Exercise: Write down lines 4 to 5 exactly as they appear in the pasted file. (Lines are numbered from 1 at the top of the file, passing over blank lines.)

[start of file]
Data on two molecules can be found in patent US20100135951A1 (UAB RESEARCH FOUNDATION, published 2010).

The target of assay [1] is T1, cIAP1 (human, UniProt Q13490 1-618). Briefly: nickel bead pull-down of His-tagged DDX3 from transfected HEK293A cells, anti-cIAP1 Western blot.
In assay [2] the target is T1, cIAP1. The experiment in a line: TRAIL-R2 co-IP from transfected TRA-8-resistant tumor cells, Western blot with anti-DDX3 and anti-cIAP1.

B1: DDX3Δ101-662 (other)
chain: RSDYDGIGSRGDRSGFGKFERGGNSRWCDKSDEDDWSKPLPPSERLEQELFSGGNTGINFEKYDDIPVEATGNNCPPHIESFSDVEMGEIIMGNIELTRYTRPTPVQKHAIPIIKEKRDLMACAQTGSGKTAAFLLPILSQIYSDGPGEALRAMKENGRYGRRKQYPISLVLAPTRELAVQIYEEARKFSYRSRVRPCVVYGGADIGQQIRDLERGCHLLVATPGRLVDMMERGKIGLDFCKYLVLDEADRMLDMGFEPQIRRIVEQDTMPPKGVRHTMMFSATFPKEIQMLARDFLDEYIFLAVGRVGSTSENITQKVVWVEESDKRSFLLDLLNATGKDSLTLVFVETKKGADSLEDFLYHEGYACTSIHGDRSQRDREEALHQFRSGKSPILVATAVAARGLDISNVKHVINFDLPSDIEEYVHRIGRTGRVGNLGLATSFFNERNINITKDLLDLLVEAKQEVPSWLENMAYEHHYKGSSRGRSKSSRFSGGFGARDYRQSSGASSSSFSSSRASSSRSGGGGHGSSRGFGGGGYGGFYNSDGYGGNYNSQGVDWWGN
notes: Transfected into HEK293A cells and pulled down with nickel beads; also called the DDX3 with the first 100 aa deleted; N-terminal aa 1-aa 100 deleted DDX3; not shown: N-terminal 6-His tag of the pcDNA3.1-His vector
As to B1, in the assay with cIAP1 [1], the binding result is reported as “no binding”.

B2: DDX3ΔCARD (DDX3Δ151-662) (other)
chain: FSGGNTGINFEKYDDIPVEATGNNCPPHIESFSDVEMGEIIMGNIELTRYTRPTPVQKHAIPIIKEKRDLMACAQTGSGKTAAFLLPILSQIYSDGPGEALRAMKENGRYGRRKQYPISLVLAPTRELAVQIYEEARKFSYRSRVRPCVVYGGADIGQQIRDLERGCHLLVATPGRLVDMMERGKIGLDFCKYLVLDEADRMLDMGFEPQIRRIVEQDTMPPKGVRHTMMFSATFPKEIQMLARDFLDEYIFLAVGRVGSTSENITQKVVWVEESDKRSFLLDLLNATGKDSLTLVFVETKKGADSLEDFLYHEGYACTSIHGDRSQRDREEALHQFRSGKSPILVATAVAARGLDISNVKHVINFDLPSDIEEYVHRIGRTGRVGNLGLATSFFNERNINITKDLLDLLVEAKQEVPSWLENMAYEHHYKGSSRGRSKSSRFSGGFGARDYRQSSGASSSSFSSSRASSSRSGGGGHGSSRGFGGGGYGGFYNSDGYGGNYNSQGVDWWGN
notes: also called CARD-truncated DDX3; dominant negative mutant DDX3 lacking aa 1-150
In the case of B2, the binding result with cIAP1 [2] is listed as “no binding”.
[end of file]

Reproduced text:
B1: DDX3Δ101-662 (other)
chain: RSDYDGIGSRGDRSGFGKFERGGNSRWCDKSDEDDWSKPLPPSERLEQELFSGGNTGINFEKYDDIPVEATGNNCPPHIESFSDVEMGEIIMGNIELTRYTRPTPVQKHAIPIIKEKRDLMACAQTGSGKTAAFLLPILSQIYSDGPGEALRAMKENGRYGRRKQYPISLVLAPTRELAVQIYEEARKFSYRSRVRPCVVYGGADIGQQIRDLERGCHLLVATPGRLVDMMERGKIGLDFCKYLVLDEADRMLDMGFEPQIRRIVEQDTMPPKGVRHTMMFSATFPKEIQMLARDFLDEYIFLAVGRVGSTSENITQKVVWVEESDKRSFLLDLLNATGKDSLTLVFVETKKGADSLEDFLYHEGYACTSIHGDRSQRDREEALHQFRSGKSPILVATAVAARGLDISNVKHVINFDLPSDIEEYVHRIGRTGRVGNLGLATSFFNERNINITKDLLDLLVEAKQEVPSWLENMAYEHHYKGSSRGRSKSSRFSGGFGARDYRQSSGASSSSFSSSRASSSRSGGGGHGSSRGFGGGGYGGFYNSDGYGGNYNSQGVDWWGN